A former Twitter media partnerships manager who took bribes from a representative for the Saudi royal family in exchange for sensitive data about dissidents has been sentenced to three and a half years in federal prison.

Ahmad Abouammo, 45, a U.S. citizen who was arrested back in 2019 on charges that he spied for the Saudi government, last worked at Twitter in 2015. He served as a media partnership manager focused on the Middle East and North Africa, and federal investigators found that he was recruited in late 2014 by Bader Al Asaker, a close associate of Crown Prince Mohammed bin Salmon (MBS).

The investigation found that Abouammo met with Al Asaker in London in December 2014, at which point they believe Abouammo agreed to provide sensitive information about dissidents. Abouammo was given a Hublot watch valued at $42,000 which he later tried to resell on Craigslist. And the FBI says that, while at Twitter, Abouammo repeatedly accessed sensitive data on several individuals, including one influential user, an account known as @Mujtahidd, that had over two million followers and was highly critical of the Saudi Royal Family.

Subsequent payments to Abouammo, laundered through a Lebanese bank account belonging to his father, totaled $200,000, including a payment that arrived after Abouammo had left his employment at Twitter. He would then move from Walnut Creek to Seattle, where he was arrested in 2019.

Investigators say that Abouammo also lied to investigators when he was questioned about one of the transactions in 2018.

This week, Abouammo was sentenced to 42 months in prison, after his August conviction on charges of acting as a foreign agent without notice to the Attorney General, conspiracy, wire fraud, international money laundering, and falsification of records in a federal investigation. He's also been ordered to pay $242,000 in forfeiture of the bribes.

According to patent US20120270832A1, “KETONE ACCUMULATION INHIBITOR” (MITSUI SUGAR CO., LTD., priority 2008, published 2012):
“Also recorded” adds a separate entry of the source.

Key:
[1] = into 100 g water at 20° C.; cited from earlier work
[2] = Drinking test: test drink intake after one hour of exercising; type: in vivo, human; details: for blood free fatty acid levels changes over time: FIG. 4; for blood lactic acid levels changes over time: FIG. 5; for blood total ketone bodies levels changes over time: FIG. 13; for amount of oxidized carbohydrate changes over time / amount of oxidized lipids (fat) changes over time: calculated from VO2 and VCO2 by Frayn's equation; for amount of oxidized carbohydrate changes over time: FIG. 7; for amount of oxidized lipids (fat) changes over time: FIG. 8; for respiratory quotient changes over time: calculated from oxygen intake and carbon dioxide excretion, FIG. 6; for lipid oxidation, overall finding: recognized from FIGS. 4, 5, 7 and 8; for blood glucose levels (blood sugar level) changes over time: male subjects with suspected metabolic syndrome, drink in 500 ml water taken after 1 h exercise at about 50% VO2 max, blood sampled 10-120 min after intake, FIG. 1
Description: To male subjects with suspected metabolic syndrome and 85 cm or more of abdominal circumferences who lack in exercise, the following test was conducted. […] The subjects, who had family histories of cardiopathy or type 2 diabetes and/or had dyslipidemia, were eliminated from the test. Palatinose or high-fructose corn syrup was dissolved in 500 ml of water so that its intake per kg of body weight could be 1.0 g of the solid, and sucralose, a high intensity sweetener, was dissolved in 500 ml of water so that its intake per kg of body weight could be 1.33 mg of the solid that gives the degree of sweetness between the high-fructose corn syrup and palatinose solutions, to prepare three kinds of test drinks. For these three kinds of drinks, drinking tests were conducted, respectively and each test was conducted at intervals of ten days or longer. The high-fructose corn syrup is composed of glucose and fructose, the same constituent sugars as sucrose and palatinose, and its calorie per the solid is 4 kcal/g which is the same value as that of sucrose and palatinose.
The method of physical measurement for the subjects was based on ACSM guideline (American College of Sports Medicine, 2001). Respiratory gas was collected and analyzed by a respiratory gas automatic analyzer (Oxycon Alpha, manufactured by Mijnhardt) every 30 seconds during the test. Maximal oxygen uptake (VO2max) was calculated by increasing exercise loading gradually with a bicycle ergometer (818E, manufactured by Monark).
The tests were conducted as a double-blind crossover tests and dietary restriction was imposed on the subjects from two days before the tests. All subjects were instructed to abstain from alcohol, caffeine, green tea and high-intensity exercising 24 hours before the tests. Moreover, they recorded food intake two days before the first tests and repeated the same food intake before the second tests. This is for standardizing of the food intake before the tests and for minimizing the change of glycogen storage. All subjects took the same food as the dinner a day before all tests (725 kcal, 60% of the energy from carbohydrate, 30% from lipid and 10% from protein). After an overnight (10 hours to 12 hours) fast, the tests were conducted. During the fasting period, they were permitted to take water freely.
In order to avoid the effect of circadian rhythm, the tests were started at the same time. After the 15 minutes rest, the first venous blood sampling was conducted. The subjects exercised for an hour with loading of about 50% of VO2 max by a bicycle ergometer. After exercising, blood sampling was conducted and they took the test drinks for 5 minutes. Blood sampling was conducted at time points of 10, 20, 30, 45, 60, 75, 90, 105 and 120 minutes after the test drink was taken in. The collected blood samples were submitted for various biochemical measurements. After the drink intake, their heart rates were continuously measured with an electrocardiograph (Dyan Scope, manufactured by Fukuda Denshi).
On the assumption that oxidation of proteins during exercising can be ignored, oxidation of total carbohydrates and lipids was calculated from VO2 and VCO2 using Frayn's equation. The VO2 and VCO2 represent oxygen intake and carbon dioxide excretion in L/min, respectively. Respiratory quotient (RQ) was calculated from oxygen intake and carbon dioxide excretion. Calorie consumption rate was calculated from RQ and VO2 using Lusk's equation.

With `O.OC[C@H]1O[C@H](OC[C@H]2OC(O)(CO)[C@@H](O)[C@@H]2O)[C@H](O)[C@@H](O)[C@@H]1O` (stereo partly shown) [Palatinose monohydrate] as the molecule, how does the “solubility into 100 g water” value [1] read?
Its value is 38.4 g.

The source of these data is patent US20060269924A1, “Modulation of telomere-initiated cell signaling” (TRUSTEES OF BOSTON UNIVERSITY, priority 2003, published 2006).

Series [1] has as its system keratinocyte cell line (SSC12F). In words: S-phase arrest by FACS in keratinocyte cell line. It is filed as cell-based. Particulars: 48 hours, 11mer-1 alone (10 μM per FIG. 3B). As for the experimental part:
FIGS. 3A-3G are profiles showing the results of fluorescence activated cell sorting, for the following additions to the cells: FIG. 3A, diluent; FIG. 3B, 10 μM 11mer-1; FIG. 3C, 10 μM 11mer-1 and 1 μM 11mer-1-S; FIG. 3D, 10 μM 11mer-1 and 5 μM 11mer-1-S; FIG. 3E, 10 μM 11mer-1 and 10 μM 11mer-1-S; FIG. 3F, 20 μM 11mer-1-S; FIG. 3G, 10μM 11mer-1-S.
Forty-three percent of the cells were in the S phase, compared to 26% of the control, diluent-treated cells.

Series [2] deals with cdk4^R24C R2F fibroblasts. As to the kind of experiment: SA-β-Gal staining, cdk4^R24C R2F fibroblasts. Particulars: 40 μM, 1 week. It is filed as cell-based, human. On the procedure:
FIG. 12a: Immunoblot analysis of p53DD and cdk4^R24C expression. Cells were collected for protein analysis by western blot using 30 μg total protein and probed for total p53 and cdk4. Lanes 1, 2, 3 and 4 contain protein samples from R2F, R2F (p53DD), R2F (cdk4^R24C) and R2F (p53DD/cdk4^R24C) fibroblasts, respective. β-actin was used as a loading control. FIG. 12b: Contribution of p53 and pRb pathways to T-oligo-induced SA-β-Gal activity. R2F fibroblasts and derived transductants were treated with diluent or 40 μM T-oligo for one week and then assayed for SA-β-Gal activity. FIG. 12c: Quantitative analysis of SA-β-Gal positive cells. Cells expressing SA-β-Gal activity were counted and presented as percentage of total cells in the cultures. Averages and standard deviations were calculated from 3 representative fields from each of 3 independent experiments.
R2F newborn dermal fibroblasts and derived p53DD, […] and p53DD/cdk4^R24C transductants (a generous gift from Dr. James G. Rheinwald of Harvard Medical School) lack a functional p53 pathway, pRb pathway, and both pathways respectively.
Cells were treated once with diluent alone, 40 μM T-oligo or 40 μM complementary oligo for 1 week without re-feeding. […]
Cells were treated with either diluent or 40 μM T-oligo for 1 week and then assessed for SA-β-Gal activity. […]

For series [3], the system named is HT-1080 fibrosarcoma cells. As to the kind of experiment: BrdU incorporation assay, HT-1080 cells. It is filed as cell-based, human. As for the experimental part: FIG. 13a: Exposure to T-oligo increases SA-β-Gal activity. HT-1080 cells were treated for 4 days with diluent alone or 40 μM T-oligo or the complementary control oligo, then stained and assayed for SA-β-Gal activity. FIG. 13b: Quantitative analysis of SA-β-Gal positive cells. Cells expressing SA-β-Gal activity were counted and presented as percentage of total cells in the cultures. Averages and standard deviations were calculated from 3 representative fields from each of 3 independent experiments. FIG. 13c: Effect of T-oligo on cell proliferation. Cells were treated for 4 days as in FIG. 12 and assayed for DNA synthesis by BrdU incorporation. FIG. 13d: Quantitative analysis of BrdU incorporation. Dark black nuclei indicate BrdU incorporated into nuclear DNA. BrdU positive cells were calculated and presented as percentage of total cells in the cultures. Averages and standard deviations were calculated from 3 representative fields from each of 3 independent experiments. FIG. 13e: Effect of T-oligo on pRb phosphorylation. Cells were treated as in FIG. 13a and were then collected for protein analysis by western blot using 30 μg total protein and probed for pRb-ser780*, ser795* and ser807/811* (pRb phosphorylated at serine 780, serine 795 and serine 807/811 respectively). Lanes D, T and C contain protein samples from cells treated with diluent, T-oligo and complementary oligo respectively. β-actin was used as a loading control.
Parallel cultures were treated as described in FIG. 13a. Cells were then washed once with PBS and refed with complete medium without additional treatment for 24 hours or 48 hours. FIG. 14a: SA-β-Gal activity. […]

"This case revealed that foreign governments, here, the Kingdom of Saudi Arabia (KSA) will bribe insiders to obtain the user information that is collected and stored by our Silicon Valley social media companies,” said U.S. Attorney Stephanie M. Hinds in a statement. "In handing down today’s sentence, the Court emphasized that defendant shared the user information with a foreign government known for not tolerating dissidents, and he did so while working with his even more culpable co-defendant who fled to the KSA rather than face trial. This sentence sends a message to insiders with access to user information to safeguard it, particularly from repressive regimes, or risk significant time in prison."

Abouammo was convicted alongside another former Twitter employee, Saudi national Ali Alzabarah, who investigators say looked up real-time location data on a dissident identified as Omar Abdulaziz, a close friend of murdered journalist Jamal Khashoggi. Alzabarah fled the U.S. before federal authorities could arrest him in 2019.

Experts have noted how the case against the two men showed how early in MBS's reign he seems to have begun aggressively chasing down dissidents — he was named deputy crown prince immediately after the January 2015 death of King Abdullah, which is exactly when this espionage effort was taking place.

"Mr. Abouammo violated the trust placed on him to protect the privacy of individuals by giving their personal information to a foreign power for profit," said said Assistant Attorney General Matthew G. Olsen of the Justice Department’s National Security Division, in a statement. "His conduct was made all the more egregious by the fact that the information was intended to target political dissidents speaking out against that foreign power."

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